“I don’t understand you anymore,” whispered Mom while shaking her head.

“You’re the one who dragged us out here. I didn’t want to come.”

“I did it for us. I make more money here, and rent is cheaper. We’re a one-income family now; you know that.”

“And whose fault is that?”

Mom frowned, clenched her fists, and spoke through tight lips. “Your father left us,” she said, emphasizing each word. “I’ve worked two double shifts at the hospital this week; I deserve a dinner out.”

She paused, and her voice softened. “If you don’t want to go with me, I’ll go with the girls. But I’d rather go out with you.”

She hovered in the doorway. I could tell she wanted me to say something. When I didn’t, she turned and walked out of my room, closing the door behind her.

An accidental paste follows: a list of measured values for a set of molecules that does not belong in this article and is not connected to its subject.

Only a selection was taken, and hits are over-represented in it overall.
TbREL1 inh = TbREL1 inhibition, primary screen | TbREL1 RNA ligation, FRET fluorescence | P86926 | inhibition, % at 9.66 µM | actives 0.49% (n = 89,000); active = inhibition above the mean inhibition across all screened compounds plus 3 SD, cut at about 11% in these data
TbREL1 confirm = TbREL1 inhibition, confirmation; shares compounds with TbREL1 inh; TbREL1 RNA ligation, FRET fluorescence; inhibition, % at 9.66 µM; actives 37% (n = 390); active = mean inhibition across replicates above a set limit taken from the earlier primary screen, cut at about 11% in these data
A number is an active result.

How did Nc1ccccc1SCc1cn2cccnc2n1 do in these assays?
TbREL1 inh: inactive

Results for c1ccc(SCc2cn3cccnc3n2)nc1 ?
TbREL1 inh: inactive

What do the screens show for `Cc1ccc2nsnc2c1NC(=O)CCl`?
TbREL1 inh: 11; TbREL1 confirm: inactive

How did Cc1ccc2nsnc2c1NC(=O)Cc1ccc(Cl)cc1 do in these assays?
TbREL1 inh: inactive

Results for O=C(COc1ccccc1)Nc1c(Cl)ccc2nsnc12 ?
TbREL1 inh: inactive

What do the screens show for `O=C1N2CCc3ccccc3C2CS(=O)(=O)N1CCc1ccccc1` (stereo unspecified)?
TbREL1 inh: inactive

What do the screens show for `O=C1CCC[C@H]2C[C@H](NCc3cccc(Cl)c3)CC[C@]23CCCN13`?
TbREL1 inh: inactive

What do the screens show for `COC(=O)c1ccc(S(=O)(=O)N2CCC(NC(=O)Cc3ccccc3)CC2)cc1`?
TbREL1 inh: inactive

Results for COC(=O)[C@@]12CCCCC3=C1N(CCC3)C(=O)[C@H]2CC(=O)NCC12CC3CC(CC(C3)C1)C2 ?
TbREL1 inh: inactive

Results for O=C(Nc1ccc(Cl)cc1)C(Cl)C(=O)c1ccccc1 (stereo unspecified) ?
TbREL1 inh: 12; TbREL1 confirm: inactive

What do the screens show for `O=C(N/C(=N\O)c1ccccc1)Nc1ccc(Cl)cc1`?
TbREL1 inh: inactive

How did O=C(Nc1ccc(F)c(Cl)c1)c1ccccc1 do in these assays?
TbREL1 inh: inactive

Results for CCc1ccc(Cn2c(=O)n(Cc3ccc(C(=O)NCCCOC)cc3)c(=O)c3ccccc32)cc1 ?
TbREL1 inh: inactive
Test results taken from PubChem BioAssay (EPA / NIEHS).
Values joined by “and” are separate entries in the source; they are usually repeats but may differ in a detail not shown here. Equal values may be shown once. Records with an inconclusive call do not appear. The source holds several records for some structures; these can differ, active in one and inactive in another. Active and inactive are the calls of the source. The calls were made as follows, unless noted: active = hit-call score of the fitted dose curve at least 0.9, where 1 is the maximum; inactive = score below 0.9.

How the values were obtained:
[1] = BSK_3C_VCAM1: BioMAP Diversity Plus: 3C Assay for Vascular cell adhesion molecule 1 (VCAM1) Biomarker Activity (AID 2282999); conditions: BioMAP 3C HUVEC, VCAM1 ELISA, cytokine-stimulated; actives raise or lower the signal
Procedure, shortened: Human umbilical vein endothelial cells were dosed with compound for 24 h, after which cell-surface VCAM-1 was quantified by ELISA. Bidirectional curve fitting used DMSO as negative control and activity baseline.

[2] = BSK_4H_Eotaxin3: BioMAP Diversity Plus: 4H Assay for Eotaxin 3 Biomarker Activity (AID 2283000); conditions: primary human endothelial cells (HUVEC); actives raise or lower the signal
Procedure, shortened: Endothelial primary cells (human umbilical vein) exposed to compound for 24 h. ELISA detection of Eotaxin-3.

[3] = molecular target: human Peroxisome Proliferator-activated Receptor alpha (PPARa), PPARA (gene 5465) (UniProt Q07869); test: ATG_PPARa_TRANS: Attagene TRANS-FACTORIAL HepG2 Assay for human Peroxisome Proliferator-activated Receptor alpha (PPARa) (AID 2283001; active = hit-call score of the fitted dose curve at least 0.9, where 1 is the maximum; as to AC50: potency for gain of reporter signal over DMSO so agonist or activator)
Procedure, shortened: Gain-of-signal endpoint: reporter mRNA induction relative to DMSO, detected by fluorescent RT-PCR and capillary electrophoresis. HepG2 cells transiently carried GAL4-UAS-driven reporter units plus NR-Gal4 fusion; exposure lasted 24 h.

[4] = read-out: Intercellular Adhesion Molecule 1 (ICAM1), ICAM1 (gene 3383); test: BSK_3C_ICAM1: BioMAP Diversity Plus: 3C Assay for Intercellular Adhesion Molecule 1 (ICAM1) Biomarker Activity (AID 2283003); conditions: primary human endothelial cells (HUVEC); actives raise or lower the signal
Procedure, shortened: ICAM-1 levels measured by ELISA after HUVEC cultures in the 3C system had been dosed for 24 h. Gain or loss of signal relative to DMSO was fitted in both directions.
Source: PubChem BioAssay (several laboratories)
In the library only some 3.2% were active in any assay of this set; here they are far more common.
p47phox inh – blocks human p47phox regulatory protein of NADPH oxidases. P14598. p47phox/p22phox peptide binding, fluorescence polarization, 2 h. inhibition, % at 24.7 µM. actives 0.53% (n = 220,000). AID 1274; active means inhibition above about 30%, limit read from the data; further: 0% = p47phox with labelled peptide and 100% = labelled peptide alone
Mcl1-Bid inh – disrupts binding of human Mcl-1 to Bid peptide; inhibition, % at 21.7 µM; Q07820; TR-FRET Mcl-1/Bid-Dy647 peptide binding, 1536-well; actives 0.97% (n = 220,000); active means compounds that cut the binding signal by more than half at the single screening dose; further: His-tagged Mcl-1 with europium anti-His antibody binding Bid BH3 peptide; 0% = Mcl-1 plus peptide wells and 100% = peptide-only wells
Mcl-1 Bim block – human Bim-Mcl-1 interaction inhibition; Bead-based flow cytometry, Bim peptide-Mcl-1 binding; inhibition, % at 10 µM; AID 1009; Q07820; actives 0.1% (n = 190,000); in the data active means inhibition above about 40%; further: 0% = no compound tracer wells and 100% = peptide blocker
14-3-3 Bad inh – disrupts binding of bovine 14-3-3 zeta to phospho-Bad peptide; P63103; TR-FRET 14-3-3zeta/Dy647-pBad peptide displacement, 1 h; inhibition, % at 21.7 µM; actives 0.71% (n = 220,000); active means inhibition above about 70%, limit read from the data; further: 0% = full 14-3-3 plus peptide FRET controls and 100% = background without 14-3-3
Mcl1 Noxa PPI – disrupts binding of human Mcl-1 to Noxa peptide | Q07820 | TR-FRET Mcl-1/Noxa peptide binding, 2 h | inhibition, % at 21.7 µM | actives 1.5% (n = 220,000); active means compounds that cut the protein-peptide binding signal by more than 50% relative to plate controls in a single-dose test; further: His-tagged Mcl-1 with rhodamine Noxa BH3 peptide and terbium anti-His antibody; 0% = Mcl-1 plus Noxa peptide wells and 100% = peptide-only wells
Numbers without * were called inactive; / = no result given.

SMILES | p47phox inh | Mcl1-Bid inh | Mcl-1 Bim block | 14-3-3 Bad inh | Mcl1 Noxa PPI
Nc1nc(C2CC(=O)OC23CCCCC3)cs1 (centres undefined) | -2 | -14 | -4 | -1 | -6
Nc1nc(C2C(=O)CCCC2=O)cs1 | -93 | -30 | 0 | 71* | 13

I felt a little bad about what I’d said and really didn’t want to be alone again tonight. So I almost called her back. But I didn’t. Then I thought about asking her to watch the meteor shower with me later. But I knew she wouldn’t be interested in seeing it, so I didn’t do that either.

Now Dad would be interested. Even though it was Mom who bought me my first telescope, he was the one who set it up for me. We’d sit outside and gaze at the stars and planets. Mom was always too busy working.

Unlike Mom, he was always ready to have fun. If he were here, we’d set up the lounge chairs on the deck and bring out lots of snacks. I’d fill up the ice chest for his beer so he wouldn’t have to keep saying, “Hey kid, go grab me a cold one.” We’d tell jokes and spend the whole night together outside under the stars.